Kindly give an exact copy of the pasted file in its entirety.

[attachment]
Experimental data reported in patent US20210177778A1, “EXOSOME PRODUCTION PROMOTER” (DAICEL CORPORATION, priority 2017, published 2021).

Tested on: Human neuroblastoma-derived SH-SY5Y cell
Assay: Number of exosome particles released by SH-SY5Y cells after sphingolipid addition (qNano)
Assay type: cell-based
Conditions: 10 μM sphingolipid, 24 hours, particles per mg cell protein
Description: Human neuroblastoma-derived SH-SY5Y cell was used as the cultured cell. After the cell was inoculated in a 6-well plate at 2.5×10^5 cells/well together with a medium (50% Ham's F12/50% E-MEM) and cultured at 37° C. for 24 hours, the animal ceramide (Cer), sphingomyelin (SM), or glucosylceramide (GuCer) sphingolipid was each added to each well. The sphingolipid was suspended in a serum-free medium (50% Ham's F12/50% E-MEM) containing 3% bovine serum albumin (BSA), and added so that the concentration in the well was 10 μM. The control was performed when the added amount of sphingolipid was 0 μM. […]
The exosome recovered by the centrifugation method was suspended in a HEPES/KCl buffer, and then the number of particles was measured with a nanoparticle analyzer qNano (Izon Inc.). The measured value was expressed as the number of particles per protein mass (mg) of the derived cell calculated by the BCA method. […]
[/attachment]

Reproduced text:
Experimental data reported in patent US20210177778A1, “EXOSOME PRODUCTION PROMOTER” (DAICEL CORPORATION, priority 2017, published 2021).

Tested on: Human neuroblastoma-derived SH-SY5Y cell
Assay: Number of exosome particles released by SH-SY5Y cells after sphingolipid addition (qNano)
Assay type: cell-based
Conditions: 10 μM sphingolipid, 24 hours, particles per mg cell protein
Description: Human neuroblastoma-derived SH-SY5Y cell was used as the cultured cell. After the cell was inoculated in a 6-well plate at 2.5×10^5 cells/well together with a medium (50% Ham's F12/50% E-MEM) and cultured at 37° C. for 24 hours, the animal ceramide (Cer), sphingomyelin (SM), or glucosylceramide (GuCer) sphingolipid was each added to each well. The sphingolipid was suspended in a serum-free medium (50% Ham's F12/50% E-MEM) containing 3% bovine serum albumin (BSA), and added so that the concentration in the well was 10 μM. The control was performed when the added amount of sphingolipid was 0 μM. […]
The exosome recovered by the centrifugation method was suspended in a HEPES/KCl buffer, and then the number of particles was measured with a nanoparticle analyzer qNano (Izon Inc.). The measured value was expressed as the number of particles per protein mass (mg) of the derived cell calculated by the BCA method. […]